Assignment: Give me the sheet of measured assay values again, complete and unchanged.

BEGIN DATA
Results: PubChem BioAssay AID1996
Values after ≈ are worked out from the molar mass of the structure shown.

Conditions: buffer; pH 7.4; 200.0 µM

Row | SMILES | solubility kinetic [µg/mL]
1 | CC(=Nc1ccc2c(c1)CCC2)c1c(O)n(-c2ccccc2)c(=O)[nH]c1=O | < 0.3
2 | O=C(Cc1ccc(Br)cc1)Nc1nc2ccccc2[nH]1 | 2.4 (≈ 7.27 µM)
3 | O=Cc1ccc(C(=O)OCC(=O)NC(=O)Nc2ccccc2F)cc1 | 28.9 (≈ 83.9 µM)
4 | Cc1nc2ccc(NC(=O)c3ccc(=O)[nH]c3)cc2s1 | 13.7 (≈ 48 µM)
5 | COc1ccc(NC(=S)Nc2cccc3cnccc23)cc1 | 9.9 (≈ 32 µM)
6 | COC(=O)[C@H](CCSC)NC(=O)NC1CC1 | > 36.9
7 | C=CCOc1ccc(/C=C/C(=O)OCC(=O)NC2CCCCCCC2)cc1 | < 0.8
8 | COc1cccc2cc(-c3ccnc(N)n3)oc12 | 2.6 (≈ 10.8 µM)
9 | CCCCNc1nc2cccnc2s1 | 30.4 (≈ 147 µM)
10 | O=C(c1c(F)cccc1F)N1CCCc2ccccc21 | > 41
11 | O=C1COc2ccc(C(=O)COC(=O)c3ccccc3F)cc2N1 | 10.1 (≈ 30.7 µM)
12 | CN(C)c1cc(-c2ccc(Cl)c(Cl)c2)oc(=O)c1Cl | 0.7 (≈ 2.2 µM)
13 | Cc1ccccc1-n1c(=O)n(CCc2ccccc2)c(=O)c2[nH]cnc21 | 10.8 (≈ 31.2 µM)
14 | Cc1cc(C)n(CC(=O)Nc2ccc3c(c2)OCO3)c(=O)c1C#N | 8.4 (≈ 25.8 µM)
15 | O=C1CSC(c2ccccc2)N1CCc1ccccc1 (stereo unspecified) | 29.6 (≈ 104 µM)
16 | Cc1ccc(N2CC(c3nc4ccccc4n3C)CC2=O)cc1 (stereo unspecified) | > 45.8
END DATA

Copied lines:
Results: PubChem BioAssay AID1996
Values after ≈ are worked out from the molar mass of the structure shown.

Conditions: buffer; pH 7.4; 200.0 µM

Row | SMILES | solubility kinetic [µg/mL]
1 | CC(=Nc1ccc2c(c1)CCC2)c1c(O)n(-c2ccccc2)c(=O)[nH]c1=O | < 0.3
2 | O=C(Cc1ccc(Br)cc1)Nc1nc2ccccc2[nH]1 | 2.4 (≈ 7.27 µM)
3 | O=Cc1ccc(C(=O)OCC(=O)NC(=O)Nc2ccccc2F)cc1 | 28.9 (≈ 83.9 µM)
4 | Cc1nc2ccc(NC(=O)c3ccc(=O)[nH]c3)cc2s1 | 13.7 (≈ 48 µM)
5 | COc1ccc(NC(=S)Nc2cccc3cnccc23)cc1 | 9.9 (≈ 32 µM)
6 | COC(=O)[C@H](CCSC)NC(=O)NC1CC1 | > 36.9
7 | C=CCOc1ccc(/C=C/C(=O)OCC(=O)NC2CCCCCCC2)cc1 | < 0.8
8 | COc1cccc2cc(-c3ccnc(N)n3)oc12 | 2.6 (≈ 10.8 µM)
9 | CCCCNc1nc2cccnc2s1 | 30.4 (≈ 147 µM)
10 | O=C(c1c(F)cccc1F)N1CCCc2ccccc21 | > 41
11 | O=C1COc2ccc(C(=O)COC(=O)c3ccccc3F)cc2N1 | 10.1 (≈ 30.7 µM)
12 | CN(C)c1cc(-c2ccc(Cl)c(Cl)c2)oc(=O)c1Cl | 0.7 (≈ 2.2 µM)
13 | Cc1ccccc1-n1c(=O)n(CCc2ccccc2)c(=O)c2[nH]cnc21 | 10.8 (≈ 31.2 µM)
14 | Cc1cc(C)n(CC(=O)Nc2ccc3c(c2)OCO3)c(=O)c1C#N | 8.4 (≈ 25.8 µM)
15 | O=C1CSC(c2ccccc2)N1CCc1ccccc1 (stereo unspecified) | 29.6 (≈ 104 µM)
16 | Cc1ccc(N2CC(c3nc4ccccc4n3C)CC2=O)cc1 (stereo unspecified) | > 45.8